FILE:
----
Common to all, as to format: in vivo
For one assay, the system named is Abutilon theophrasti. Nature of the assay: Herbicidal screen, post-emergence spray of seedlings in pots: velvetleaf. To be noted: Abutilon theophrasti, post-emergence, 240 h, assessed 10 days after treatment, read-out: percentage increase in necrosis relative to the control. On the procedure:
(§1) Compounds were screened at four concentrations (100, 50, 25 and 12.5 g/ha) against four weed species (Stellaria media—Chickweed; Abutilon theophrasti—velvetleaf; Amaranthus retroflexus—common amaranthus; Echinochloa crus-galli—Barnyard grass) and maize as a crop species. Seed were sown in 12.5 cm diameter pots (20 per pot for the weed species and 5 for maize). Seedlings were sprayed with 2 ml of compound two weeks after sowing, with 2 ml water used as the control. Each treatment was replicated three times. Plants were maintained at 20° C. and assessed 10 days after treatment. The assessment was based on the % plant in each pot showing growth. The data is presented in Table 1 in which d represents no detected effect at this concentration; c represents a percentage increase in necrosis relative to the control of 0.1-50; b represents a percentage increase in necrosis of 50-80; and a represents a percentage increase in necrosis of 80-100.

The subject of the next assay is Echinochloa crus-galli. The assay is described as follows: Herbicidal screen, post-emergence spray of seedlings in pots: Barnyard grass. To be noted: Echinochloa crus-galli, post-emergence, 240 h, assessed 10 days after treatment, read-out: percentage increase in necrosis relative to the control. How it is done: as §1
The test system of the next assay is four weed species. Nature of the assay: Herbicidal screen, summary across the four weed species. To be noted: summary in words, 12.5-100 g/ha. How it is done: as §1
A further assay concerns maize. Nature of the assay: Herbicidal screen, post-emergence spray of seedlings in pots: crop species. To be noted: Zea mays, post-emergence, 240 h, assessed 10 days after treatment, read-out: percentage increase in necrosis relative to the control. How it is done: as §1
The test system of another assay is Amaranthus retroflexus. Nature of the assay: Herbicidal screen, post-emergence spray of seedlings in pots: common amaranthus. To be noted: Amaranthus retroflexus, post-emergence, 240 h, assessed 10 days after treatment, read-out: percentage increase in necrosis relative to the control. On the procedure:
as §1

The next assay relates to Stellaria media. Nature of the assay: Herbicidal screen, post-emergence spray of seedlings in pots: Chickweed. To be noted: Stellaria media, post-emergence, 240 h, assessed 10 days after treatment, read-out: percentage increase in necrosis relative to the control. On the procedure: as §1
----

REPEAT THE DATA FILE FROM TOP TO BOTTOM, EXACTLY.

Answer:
Common to all, as to format: in vivo
For one assay, the system named is Abutilon theophrasti. Nature of the assay: Herbicidal screen, post-emergence spray of seedlings in pots: velvetleaf. To be noted: Abutilon theophrasti, post-emergence, 240 h, assessed 10 days after treatment, read-out: percentage increase in necrosis relative to the control. On the procedure:
(§1) Compounds were screened at four concentrations (100, 50, 25 and 12.5 g/ha) against four weed species (Stellaria media—Chickweed; Abutilon theophrasti—velvetleaf; Amaranthus retroflexus—common amaranthus; Echinochloa crus-galli—Barnyard grass) and maize as a crop species. Seed were sown in 12.5 cm diameter pots (20 per pot for the weed species and 5 for maize). Seedlings were sprayed with 2 ml of compound two weeks after sowing, with 2 ml water used as the control. Each treatment was replicated three times. Plants were maintained at 20° C. and assessed 10 days after treatment. The assessment was based on the % plant in each pot showing growth. The data is presented in Table 1 in which d represents no detected effect at this concentration; c represents a percentage increase in necrosis relative to the control of 0.1-50; b represents a percentage increase in necrosis of 50-80; and a represents a percentage increase in necrosis of 80-100.

The subject of the next assay is Echinochloa crus-galli. The assay is described as follows: Herbicidal screen, post-emergence spray of seedlings in pots: Barnyard grass. To be noted: Echinochloa crus-galli, post-emergence, 240 h, assessed 10 days after treatment, read-out: percentage increase in necrosis relative to the control. How it is done: as §1
The test system of the next assay is four weed species. Nature of the assay: Herbicidal screen, summary across the four weed species. To be noted: summary in words, 12.5-100 g/ha. How it is done: as §1
A further assay concerns maize. Nature of the assay: Herbicidal screen, post-emergence spray of seedlings in pots: crop species. To be noted: Zea mays, post-emergence, 240 h, assessed 10 days after treatment, read-out: percentage increase in necrosis relative to the control. How it is done: as §1
The test system of another assay is Amaranthus retroflexus. Nature of the assay: Herbicidal screen, post-emergence spray of seedlings in pots: common amaranthus. To be noted: Amaranthus retroflexus, post-emergence, 240 h, assessed 10 days after treatment, read-out: percentage increase in necrosis relative to the control. On the procedure:
as §1

The next assay relates to Stellaria media. Nature of the assay: Herbicidal screen, post-emergence spray of seedlings in pots: Chickweed. To be noted: Stellaria media, post-emergence, 240 h, assessed 10 days after treatment, read-out: percentage increase in necrosis relative to the control. On the procedure: as §1